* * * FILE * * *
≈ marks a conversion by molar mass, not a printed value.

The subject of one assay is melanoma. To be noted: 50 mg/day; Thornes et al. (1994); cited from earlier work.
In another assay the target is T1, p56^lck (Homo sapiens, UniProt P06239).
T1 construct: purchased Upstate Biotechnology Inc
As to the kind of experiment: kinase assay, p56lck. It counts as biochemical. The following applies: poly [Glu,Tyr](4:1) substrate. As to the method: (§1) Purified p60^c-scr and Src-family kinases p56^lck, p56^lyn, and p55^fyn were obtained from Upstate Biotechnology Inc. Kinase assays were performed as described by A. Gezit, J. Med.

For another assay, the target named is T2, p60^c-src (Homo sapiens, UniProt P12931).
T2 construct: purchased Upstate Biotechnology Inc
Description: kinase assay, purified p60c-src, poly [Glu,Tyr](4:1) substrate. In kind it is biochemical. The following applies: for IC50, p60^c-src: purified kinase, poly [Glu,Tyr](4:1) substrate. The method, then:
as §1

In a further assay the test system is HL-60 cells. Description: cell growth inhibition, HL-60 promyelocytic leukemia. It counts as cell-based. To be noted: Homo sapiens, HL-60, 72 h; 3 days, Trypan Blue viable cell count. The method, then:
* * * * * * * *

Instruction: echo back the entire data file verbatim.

≈ marks a conversion by molar mass, not a printed value.

The subject of one assay is melanoma. To be noted: 50 mg/day; Thornes et al. (1994); cited from earlier work.
In another assay the target is T1, p56^lck (Homo sapiens, UniProt P06239).
T1 construct: purchased Upstate Biotechnology Inc
As to the kind of experiment: kinase assay, p56lck. It counts as biochemical. The following applies: poly [Glu,Tyr](4:1) substrate. As to the method: (§1) Purified p60^c-scr and Src-family kinases p56^lck, p56^lyn, and p55^fyn were obtained from Upstate Biotechnology Inc. Kinase assays were performed as described by A. Gezit, J. Med.

For another assay, the target named is T2, p60^c-src (Homo sapiens, UniProt P12931).
T2 construct: purchased Upstate Biotechnology Inc
Description: kinase assay, purified p60c-src, poly [Glu,Tyr](4:1) substrate. In kind it is biochemical. The following applies: for IC50, p60^c-src: purified kinase, poly [Glu,Tyr](4:1) substrate. The method, then:
as §1

In a further assay the test system is HL-60 cells. Description: cell growth inhibition, HL-60 promyelocytic leukemia. It counts as cell-based. To be noted: Homo sapiens, HL-60, 72 h; 3 days, Trypan Blue viable cell count. The method, then: